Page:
GUSTAV. Oh! But you see, I thought you wanted me that way. It was at least the impression you gave me while we were engaged.

TEKLA. Do you think one really knows what one wants at that time? And then the mammas insist on all kinds of pretensions, of course.

GUSTAV. Well, now you must be having all the excitement you can wish. They say that life among artists is rather swift, and I don't think your husband can be called a sluggard.

TEKLA. You can get too much of a good thing.

GUSTAV. [Trying a new tack] What! I do believe you are still wearing the ear-rings I gave you?

TEKLA. [Embarrassed] Why not? There was never any quarrel between us—and then I thought I might wear them as a token—and a reminder—that we were not enemies. And then, you know, it is impossible to buy this kind of ear-rings any longer. [Takes off one of her ear-rings.]

GUSTAV. Oh, that's all right, but what does your husband say of it?

TEKLA. Why should I mind what he says?

GUSTAV. Don't you mind that?—But you may be doing him an injury. It is likely to make him ridiculous.

TEKLA. [Brusquely, as if speaking to herself almost] He was that before!

GUSTAV. [Rises when he notes her difficulty in putting back the ear-ring] May I help you, perhaps?

TEKLA. Oh—thank you!

GUSTAV. [Pinching her ear] That tiny ear!—Think only if your husband could see us now!

TEKLA. Wouldn't he howl, though!

GUSTAV. Is he jealous also?

TEKLA. Is he? I should say so!

[A noise is heard from the room on the right.]

GUSTAV. Who lives in that room?

TEKLA. I don't know.—But tell me how you are getting along and what you are doing?

GUSTAV. Tell me rather how you are getting along?

(TEKLA is visibly confused, and without realising what she is doing, she takes the cover off the wax figure.)

GUSTAV. Hello! What's that?—Well!—It must be you!

TEKLA. I don't believe so.

GUSTAV. But it is very like you.

TEKLA. [Cynically] Do you think so?

GUSTAV. That reminds me of the story—you know it—"How could your majesty see that?"

TEKLA, [Laughing aloud] You are impossible!—Do you know any new stories?

GUSTAV. No, but you ought to have some.

TEKLA. Oh, I never hear anything funny nowadays.

GUSTAV. Is he modest also?

TEKLA. Oh—well—

GUSTAV. Not an everything?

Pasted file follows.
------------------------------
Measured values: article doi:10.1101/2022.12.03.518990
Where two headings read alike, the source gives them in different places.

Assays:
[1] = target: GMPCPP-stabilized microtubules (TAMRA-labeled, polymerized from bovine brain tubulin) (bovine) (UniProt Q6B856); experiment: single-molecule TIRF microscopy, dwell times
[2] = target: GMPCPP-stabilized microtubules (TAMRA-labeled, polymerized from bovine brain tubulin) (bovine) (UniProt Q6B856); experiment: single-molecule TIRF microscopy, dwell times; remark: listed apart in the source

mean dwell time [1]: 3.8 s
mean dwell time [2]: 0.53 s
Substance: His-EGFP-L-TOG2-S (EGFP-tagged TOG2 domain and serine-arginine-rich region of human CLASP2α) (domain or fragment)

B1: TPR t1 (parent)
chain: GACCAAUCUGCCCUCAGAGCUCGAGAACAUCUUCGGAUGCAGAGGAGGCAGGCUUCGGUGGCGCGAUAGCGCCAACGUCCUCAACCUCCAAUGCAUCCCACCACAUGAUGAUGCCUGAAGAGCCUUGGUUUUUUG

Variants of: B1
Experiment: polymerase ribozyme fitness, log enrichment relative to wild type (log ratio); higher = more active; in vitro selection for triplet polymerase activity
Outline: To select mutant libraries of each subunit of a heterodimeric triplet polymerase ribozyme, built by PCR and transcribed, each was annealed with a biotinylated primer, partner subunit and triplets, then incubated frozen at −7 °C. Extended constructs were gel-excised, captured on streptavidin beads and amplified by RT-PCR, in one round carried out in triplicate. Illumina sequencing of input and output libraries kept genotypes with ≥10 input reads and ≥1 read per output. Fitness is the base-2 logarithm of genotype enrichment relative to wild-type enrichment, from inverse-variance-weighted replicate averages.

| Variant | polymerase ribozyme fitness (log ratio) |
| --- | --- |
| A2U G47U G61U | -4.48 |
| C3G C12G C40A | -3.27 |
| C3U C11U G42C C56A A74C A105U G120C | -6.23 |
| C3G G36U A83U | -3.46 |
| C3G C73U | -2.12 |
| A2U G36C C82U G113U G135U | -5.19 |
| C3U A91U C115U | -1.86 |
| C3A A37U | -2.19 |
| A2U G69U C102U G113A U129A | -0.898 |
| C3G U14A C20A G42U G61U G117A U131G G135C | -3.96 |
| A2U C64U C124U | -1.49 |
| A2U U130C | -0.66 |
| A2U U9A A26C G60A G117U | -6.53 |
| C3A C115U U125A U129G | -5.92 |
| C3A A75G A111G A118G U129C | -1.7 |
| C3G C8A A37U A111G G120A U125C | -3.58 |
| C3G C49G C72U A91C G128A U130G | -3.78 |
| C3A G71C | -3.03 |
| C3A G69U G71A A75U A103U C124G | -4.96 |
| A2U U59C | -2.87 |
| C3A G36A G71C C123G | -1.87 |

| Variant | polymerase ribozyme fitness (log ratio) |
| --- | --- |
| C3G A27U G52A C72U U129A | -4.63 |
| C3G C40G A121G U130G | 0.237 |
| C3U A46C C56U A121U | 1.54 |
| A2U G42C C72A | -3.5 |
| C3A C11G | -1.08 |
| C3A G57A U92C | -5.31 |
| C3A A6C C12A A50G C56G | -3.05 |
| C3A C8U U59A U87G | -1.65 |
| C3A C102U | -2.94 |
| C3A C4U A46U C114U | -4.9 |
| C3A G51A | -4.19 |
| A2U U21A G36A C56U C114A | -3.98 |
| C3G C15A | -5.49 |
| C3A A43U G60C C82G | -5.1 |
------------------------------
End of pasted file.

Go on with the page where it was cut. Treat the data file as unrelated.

TEKLA. He isn't well just now.

GUSTAV. Well, why should little brother put his nose into other people's hives?

TEKLA. [Laughing] You crazy thing!

GUSTAV. Poor chap!—Do you remember once when we were just married—we lived in this very room. It was furnished differently in those days. There was a chest of drawers against that wall there—and over there stood the big bed.

TEKLA. Now you stop!

GUSTAV. Look at me!

TEKLA. Well, why shouldn't I?

[They look hard at each other.]

GUSTAV. Do you think a person can ever forget anything that has made a very deep impression on him?

TEKLA. No! And our memories have a tremendous power. Particularly the memories of our youth.

GUSTAV. Do you remember when I first met you? Then you were a pretty little girl: a slate on which parents and governesses had made a few scrawls that I had to wipe out. And then I filled it with inscriptions that suited my own mind, until you believed the slate could hold nothing more. That's the reason, you know, why I shouldn't care to be in your husband's place—well, that's his business! But it's also the reason why I take pleasure in meeting you again. Our thoughts fit together exactly. And as I sit here and chat with you, it seems to me like drinking old wine of my own bottling. Yes, it's my own wine, but it has gained a great deal in flavour! And now, when I am about to marry again, I have purposely picked out a young girl whom I can educate to suit myself. For the woman, you know, is the man's child, and if she is not, he becomes hers, and then the world turns topsy-turvy.

TEKLA. Are you going to marry again?

GUSTAV. Yes, I want to try my luck once more, but this time I am going to make a better start, so that it won't end again with a spill.

TEKLA. Is she good looking?

GUSTAV. Yes, to me. But perhaps I am too old. It's queer—now when chance has brought me together with you again—I am beginning to doubt whether it will be possible to play the game over again.

TEKLA. How do you mean?

GUSTAV. I can feel that my roots stick in your soil, and the old wounds are beginning to break open. You are a dangerous woman, Tekla!

TEKLA. Am I? And my young husband says that I can make no more conquests.

GUSTAV. That means he has ceased to love you.

TEKLA. Well, I can't quite make out what love means to him.

GUSTAV. You have been playing hide and seek so long that at last you cannot find each other at all. Such things do happen. You have had to play the innocent to yourself, until he has lost his courage. There ARE some drawbacks to a change, I tell you—there are drawbacks to it, indeed.

TEKLA. Do you mean to reproach—

GUSTAV. Not at all! Whatever happens is to a certain extent necessary, for if it didn't happen, something else would—but now it did happen, and so it had to happen.

TEKLA. YOU are a man of discernment. And I have never met anybody with whom I liked so much to exchange ideas. You are so utterly free from all morality and preaching, and you ask so little of people, that it is possible to be oneself in your presence. Do you know, I am jealous of your intended wife!

GUSTAV. And do you realise that I am jealous of your husband?

TEKLA. [Rising] And now we must part! Forever!

GUSTAV. Yes, we must part! But not without a farewell—or what do you say?

TEKLA. [Agitated] No!

GUSTAV. [Following after her] Yes!—Let us have a farewell! Let us drown our memories—you know, there are intoxications so deep that when you wake up all memories are gone. [Putting his arm around her waist] You have been dragged down by a diseased spirit, who is infecting you with his own anaemia. I'll breathe new life into you. I'll make your talent blossom again in your autumn days, like a remontant rose. I'll——